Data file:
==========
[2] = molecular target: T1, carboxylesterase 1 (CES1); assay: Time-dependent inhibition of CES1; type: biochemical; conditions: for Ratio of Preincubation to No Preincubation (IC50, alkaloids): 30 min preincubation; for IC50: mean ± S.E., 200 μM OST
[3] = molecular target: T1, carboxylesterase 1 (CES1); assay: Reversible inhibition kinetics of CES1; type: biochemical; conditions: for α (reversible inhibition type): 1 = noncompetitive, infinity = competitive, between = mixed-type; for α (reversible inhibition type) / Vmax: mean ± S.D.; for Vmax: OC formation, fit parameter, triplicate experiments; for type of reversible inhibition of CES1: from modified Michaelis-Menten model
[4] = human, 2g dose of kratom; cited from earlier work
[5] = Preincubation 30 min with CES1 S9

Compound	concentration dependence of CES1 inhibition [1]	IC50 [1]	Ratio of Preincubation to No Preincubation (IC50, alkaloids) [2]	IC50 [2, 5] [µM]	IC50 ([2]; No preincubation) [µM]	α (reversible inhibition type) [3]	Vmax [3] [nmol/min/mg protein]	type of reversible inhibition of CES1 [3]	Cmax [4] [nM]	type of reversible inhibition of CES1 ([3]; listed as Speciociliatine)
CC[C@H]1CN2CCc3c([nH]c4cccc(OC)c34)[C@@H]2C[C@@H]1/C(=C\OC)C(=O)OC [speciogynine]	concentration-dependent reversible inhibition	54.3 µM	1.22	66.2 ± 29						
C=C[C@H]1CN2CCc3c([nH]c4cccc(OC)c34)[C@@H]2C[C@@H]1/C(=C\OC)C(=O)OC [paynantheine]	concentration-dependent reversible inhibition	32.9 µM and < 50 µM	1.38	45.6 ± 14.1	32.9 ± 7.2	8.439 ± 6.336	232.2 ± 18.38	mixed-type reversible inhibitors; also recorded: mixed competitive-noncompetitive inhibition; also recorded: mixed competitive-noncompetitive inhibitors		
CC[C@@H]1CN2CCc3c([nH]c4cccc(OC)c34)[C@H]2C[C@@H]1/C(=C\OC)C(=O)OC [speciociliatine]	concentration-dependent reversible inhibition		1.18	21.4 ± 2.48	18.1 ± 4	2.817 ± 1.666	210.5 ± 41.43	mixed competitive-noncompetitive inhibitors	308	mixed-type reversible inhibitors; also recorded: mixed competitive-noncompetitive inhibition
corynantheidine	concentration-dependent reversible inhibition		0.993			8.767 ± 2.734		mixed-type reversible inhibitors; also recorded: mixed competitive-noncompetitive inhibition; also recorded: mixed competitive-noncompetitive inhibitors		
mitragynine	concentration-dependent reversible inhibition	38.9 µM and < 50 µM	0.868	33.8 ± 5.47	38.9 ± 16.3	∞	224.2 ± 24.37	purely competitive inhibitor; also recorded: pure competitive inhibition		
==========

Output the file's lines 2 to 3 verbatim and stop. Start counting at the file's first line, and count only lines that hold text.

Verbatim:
[3] = molecular target: T1, carboxylesterase 1 (CES1); assay: Reversible inhibition kinetics of CES1; type: biochemical; conditions: for α (reversible inhibition type): 1 = noncompetitive, infinity = competitive, between = mixed-type; for α (reversible inhibition type) / Vmax: mean ± S.D.; for Vmax: OC formation, fit parameter, triplicate experiments; for type of reversible inhibition of CES1: from modified Michaelis-Menten model
[4] = human, 2g dose of kratom; cited from earlier work